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Famed local metal artist dies
Mar 14, 2013 4:27 pm
Dan Goostree, renowned local artist widely known for his creations in metal, died Wednesday. He was 57.
More than a run-of-the-mill blacksmith, Goostree created works of art, some on display at Fiddler's Grove at the Wilson County Fairgrounds and at several Nashville restaurants.
“I like a lot of movement, fluidity and texture in my work,” Goostree said in an interview with The Democrat last year. “I like working with rusty metal rather than new or clean metal. My work in metal stems from the love of the medium. I take a substance that’s seemingly indestructible, apply thought, heat and hammer. Then, I let it cool down. Now, you have an object where art and science meet and – to me – that’s very cool. I guess you could say my style leans towards organic moves with functionality, but if you twist my arm hard enough, I can do right right-angles.”
Dorothy "Tiny" Caldwell said she knew Goostree for decades, going from high school sweetheart to good friend.
"He was barely 57," Caldwell said. "I loved him dearly as did so very many others. I've known him since we were both in high school back in the '70s. We dated briefly and remained friends throughout all the years since."
Known by many as "Dano," he was inspired by nature and his own imagination.
“Some things I make are from ideas out of my head," Goostree said. "I may get the piece all done and then turn it over and find it looks even better or says even more upside down. Sometimes, it’s a piece of nature. Sometimes it’s a patten I see and sometimes I just take a raw piece, put it in the forge and see where it takes me. When movement starts, like bending a pipe, the creative juices take over.”
Goostree grew up in Nashville and graduated from Stratford High School. He attended Tennessee State University, where he “was a full time student, but never left the music building.”
As a result, Goostree played flute, washboard and all kinds of percussion instruments. He played with Charlie Daniels and various different bands.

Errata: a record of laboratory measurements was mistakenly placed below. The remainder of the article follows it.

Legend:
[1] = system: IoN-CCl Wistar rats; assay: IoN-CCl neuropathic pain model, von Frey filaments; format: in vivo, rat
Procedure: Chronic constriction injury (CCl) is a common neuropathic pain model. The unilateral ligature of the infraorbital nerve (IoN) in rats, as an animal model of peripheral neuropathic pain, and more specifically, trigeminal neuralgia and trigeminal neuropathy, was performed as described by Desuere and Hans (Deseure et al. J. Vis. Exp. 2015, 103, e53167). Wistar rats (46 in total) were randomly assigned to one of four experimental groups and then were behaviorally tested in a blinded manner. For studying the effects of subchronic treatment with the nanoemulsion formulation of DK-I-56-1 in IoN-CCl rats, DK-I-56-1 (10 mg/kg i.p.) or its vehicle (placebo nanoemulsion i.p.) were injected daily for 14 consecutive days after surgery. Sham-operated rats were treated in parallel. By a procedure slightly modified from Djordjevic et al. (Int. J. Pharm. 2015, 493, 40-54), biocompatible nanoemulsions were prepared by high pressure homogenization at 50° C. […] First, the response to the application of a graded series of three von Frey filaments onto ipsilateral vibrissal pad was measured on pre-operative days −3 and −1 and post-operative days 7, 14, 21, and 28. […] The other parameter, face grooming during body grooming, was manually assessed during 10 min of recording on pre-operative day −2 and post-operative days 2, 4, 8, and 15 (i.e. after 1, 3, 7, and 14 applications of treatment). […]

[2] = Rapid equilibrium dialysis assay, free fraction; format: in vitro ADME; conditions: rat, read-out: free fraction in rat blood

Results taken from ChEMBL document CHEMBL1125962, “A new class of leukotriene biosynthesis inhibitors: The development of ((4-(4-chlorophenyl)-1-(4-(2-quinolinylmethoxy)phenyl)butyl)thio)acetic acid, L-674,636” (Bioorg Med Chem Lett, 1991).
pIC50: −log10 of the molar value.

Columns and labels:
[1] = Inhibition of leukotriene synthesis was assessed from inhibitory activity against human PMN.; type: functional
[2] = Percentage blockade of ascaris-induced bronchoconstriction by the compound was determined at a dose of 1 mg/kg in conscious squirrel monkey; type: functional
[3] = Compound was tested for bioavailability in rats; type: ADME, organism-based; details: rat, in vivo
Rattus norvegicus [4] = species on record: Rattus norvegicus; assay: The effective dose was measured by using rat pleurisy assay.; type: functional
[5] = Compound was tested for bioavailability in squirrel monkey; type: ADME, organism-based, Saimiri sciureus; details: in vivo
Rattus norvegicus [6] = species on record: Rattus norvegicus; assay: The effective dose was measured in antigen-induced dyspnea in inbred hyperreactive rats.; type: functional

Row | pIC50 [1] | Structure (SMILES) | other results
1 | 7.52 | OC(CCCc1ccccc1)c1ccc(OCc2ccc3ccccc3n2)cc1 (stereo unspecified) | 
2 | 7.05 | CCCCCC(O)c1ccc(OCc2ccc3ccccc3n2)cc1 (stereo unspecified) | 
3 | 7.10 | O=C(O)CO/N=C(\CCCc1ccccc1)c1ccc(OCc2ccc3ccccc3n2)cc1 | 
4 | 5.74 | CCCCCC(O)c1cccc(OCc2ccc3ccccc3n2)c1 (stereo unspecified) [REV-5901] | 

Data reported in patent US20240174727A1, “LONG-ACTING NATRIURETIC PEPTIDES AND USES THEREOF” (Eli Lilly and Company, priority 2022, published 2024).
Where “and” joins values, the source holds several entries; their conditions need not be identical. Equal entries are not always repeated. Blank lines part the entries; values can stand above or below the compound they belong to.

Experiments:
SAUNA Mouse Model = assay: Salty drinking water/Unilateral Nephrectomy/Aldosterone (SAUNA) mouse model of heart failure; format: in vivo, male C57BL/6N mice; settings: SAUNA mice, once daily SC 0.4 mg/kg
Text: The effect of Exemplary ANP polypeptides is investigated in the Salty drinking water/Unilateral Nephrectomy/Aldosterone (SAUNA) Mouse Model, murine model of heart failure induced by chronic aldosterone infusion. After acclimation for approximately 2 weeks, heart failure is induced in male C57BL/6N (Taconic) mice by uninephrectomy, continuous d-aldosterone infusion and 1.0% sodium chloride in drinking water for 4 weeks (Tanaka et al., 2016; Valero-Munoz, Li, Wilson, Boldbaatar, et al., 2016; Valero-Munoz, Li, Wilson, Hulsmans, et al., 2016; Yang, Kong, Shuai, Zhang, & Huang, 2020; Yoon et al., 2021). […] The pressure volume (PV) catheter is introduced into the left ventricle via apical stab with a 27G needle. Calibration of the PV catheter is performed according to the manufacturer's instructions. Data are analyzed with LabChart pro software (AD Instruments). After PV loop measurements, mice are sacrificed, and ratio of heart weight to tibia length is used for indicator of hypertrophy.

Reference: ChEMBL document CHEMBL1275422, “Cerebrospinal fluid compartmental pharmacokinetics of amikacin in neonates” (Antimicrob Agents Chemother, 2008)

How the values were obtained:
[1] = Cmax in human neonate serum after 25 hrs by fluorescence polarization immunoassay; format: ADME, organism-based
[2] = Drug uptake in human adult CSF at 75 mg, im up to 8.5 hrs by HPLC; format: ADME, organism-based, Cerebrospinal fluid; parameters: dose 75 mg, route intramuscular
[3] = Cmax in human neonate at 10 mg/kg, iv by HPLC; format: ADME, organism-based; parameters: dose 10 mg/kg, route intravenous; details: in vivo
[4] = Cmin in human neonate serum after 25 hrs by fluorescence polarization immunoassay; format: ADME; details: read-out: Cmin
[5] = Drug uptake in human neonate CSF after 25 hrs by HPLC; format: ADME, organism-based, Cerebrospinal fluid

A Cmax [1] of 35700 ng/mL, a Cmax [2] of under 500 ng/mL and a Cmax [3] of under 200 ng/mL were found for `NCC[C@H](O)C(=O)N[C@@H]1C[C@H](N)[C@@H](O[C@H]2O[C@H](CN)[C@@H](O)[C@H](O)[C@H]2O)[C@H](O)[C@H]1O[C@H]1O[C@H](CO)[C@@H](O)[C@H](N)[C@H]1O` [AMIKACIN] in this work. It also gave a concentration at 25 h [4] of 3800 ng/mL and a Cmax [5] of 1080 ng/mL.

When he left school, Goostree got into the restaurant business in Nashville, including the South Street Restaurant, which held samples of his sculpted lighting and hot pepper condiment caddies, and the Bound’ry Restaurant, which included his sculpted railings, lighting fixtures, bread baskets, chandelier, gas torches, mosaic tile floors, countertops, tables and candle trees.
Other restaurants besides his own that included samples of his artwork were the Chu Restaurant and its gemstone mosaic wall, sculpted railings and embossed copper; the Sunset Grill and its sculpted railings and outdoor patio wine bottle; and the Alley Cat Restaurant’s Alley Cat logo outdoor sign.
In the meantime, Goostree attended the Penland School of Art for blacksmithing and metal arts; the Appalachian Center for Crafts for blacksmithing, hollow body metal art and embossing metals; the Ornamental Metals Museum for blacksmithing and copper smithing.
When he turned 40, Goostree said he wanted to do something else with his life.
“When we were building the Bound’ry Restaurant, I had a guy come and do some metal work for us. Also, I had done some torch work for custom vans back earlier that triggered my interest,” said Goostree in an earlier interview. “So, I went back to school and started doing more blacksmithing in metal art. I did two of Charlie Daniels' guitars. One of them went to Gibson Guitar’s Town Project, ‘Let Freedom Ring,’ and the other, a 12-foot-tall guitar in fiberglass, went to the Bridgestone Arena. The work I did recently for the Urban Grub Restaurant was the first time I used mixed mica and expanded metal steel to make light shades. I also did their peacock feather railings.”
At the time he was building the South Street Restaurant, Goostree hired a local artist named Paige Easter to paint murals on the walls of the establishment. That meeting went on to become a more in-depth and lasting relationship. They built their own individual careers in their artistic endeavors, they have also worked on several projects that combined their talents. In fact, they were featured on a local television station for their winding walls of mosaic tiles at the Goodlettsville Branch Library. “Seasons from a Bird’s Eye View” is now a permanent part of the Garrett Family Garden and Public Art at the library.
Caldwell said after working as a restauranteur for years, Goostree found his true calling in his work as a blacksmith and the art work her created with those skills.
"He was in the restaurant business for a long time," she said. "But he found fulfillment with the blacksmith stuff. It was what made his soul sing."
Goostree’s family was Lebanonites for nearly 200 years, although he grew up in Nashville, and lived in Key West and Sarasota, Fla. Goostree finally returned to his true roots on the family property in Lebanon a few years ago. Fronting on a lake, the house is still there that his parents built with their own hands many years ago. It features a rock wall that surrounds a great fireplace and took them four years to build.
Caldwell said a memorial service is planned Monday for Goostree at Urban Grub in Nashville.
"When he smiled at you, you couldn't help but smile back," Caldwell said. "He never met a stranger."
To check out Goostree’s work, visit goostreemetalworks.com.